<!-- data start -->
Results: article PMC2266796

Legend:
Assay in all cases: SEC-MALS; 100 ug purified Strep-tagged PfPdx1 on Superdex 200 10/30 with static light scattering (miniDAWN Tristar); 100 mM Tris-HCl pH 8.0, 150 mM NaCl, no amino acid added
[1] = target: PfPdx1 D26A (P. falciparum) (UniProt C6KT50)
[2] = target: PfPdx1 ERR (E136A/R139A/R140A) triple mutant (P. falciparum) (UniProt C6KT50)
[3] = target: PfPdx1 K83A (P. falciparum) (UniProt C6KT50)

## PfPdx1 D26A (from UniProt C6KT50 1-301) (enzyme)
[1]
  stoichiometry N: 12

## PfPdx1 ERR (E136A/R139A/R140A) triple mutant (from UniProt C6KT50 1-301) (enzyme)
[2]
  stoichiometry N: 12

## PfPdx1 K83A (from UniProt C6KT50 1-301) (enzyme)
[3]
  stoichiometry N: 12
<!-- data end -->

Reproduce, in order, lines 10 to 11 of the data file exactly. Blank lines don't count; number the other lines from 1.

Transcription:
## PfPdx1 ERR (E136A/R139A/R140A) triple mutant (from UniProt C6KT50 1-301) (enzyme)
[2]